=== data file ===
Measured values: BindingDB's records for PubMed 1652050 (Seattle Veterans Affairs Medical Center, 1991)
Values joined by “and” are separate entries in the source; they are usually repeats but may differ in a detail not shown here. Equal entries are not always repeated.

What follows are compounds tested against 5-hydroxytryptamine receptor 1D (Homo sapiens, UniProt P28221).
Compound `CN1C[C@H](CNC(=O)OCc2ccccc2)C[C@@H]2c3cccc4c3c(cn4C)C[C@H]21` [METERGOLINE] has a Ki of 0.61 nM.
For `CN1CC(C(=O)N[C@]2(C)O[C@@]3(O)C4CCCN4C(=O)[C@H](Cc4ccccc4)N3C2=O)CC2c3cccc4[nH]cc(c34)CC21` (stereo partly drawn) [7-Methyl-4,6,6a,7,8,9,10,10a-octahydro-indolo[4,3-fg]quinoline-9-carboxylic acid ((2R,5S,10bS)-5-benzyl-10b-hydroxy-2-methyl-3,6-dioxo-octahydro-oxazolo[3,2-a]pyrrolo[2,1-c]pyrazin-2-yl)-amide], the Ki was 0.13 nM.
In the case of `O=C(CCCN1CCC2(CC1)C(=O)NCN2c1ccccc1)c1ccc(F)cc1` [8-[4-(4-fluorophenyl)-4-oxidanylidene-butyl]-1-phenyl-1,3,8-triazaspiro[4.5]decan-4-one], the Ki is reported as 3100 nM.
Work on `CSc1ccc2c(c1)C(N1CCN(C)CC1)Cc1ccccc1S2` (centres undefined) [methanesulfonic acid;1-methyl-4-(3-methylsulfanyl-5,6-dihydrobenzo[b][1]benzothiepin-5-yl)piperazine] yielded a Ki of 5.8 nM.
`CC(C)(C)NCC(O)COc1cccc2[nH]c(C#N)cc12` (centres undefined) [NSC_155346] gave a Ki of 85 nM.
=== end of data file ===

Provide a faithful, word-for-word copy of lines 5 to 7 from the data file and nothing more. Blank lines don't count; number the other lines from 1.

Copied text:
For `CN1CC(C(=O)N[C@]2(C)O[C@@]3(O)C4CCCN4C(=O)[C@H](Cc4ccccc4)N3C2=O)CC2c3cccc4[nH]cc(c34)CC21` (stereo partly drawn) [7-Methyl-4,6,6a,7,8,9,10,10a-octahydro-indolo[4,3-fg]quinoline-9-carboxylic acid ((2R,5S,10bS)-5-benzyl-10b-hydroxy-2-methyl-3,6-dioxo-octahydro-oxazolo[3,2-a]pyrrolo[2,1-c]pyrazin-2-yl)-amide], the Ki was 0.13 nM.
In the case of `O=C(CCCN1CCC2(CC1)C(=O)NCN2c1ccccc1)c1ccc(F)cc1` [8-[4-(4-fluorophenyl)-4-oxidanylidene-butyl]-1-phenyl-1,3,8-triazaspiro[4.5]decan-4-one], the Ki is reported as 3100 nM.
Work on `CSc1ccc2c(c1)C(N1CCN(C)CC1)Cc1ccccc1S2` (centres undefined) [methanesulfonic acid;1-methyl-4-(3-methylsulfanyl-5,6-dihydrobenzo[b][1]benzothiepin-5-yl)piperazine] yielded a Ki of 5.8 nM.